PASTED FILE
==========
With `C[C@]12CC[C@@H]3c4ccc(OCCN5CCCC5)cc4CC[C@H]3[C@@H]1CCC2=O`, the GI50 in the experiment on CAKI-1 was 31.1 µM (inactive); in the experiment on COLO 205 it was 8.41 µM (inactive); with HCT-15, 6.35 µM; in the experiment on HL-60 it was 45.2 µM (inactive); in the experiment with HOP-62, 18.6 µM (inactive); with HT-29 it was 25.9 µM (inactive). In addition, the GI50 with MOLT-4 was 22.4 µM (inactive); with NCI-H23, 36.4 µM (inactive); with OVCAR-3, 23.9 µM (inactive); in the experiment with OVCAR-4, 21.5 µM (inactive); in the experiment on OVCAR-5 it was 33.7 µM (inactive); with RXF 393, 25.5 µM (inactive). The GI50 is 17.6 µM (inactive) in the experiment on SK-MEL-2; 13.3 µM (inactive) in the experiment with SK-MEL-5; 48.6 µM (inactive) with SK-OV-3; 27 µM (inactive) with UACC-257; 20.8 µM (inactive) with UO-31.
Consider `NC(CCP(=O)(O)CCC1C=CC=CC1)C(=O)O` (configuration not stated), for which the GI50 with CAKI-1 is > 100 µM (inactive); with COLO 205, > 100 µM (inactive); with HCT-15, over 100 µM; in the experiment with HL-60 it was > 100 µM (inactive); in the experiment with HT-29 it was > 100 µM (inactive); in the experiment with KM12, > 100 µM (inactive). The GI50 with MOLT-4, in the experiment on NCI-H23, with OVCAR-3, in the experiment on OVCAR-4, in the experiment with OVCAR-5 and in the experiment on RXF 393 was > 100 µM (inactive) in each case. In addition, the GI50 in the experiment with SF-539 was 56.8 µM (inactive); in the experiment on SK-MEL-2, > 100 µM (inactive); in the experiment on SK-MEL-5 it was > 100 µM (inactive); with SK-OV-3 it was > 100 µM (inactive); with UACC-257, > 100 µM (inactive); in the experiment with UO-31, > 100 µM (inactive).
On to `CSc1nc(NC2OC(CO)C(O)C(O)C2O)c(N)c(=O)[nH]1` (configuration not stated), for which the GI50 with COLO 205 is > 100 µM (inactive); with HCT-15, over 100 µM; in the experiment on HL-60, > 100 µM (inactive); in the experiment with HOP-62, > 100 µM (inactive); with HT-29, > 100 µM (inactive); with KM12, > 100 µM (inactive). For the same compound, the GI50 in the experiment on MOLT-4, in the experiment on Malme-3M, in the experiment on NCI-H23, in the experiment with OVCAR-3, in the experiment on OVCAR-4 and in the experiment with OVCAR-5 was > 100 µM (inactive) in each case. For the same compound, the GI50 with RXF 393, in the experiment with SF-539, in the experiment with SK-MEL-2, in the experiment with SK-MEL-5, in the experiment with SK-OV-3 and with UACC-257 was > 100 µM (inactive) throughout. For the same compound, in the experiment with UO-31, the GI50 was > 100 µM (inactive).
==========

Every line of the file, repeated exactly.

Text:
With `C[C@]12CC[C@@H]3c4ccc(OCCN5CCCC5)cc4CC[C@H]3[C@@H]1CCC2=O`, the GI50 in the experiment on CAKI-1 was 31.1 µM (inactive); in the experiment on COLO 205 it was 8.41 µM (inactive); with HCT-15, 6.35 µM; in the experiment on HL-60 it was 45.2 µM (inactive); in the experiment with HOP-62, 18.6 µM (inactive); with HT-29 it was 25.9 µM (inactive). In addition, the GI50 with MOLT-4 was 22.4 µM (inactive); with NCI-H23, 36.4 µM (inactive); with OVCAR-3, 23.9 µM (inactive); in the experiment with OVCAR-4, 21.5 µM (inactive); in the experiment on OVCAR-5 it was 33.7 µM (inactive); with RXF 393, 25.5 µM (inactive). The GI50 is 17.6 µM (inactive) in the experiment on SK-MEL-2; 13.3 µM (inactive) in the experiment with SK-MEL-5; 48.6 µM (inactive) with SK-OV-3; 27 µM (inactive) with UACC-257; 20.8 µM (inactive) with UO-31.
Consider `NC(CCP(=O)(O)CCC1C=CC=CC1)C(=O)O` (configuration not stated), for which the GI50 with CAKI-1 is > 100 µM (inactive); with COLO 205, > 100 µM (inactive); with HCT-15, over 100 µM; in the experiment with HL-60 it was > 100 µM (inactive); in the experiment with HT-29 it was > 100 µM (inactive); in the experiment with KM12, > 100 µM (inactive). The GI50 with MOLT-4, in the experiment on NCI-H23, with OVCAR-3, in the experiment on OVCAR-4, in the experiment with OVCAR-5 and in the experiment on RXF 393 was > 100 µM (inactive) in each case. In addition, the GI50 in the experiment with SF-539 was 56.8 µM (inactive); in the experiment on SK-MEL-2, > 100 µM (inactive); in the experiment on SK-MEL-5 it was > 100 µM (inactive); with SK-OV-3 it was > 100 µM (inactive); with UACC-257, > 100 µM (inactive); in the experiment with UO-31, > 100 µM (inactive).
On to `CSc1nc(NC2OC(CO)C(O)C(O)C2O)c(N)c(=O)[nH]1` (configuration not stated), for which the GI50 with COLO 205 is > 100 µM (inactive); with HCT-15, over 100 µM; in the experiment on HL-60, > 100 µM (inactive); in the experiment with HOP-62, > 100 µM (inactive); with HT-29, > 100 µM (inactive); with KM12, > 100 µM (inactive). For the same compound, the GI50 in the experiment on MOLT-4, in the experiment on Malme-3M, in the experiment on NCI-H23, in the experiment with OVCAR-3, in the experiment on OVCAR-4 and in the experiment with OVCAR-5 was > 100 µM (inactive) in each case. For the same compound, the GI50 with RXF 393, in the experiment with SF-539, in the experiment with SK-MEL-2, in the experiment with SK-MEL-5, in the experiment with SK-OV-3 and with UACC-257 was > 100 µM (inactive) throughout. For the same compound, in the experiment with UO-31, the GI50 was > 100 µM (inactive).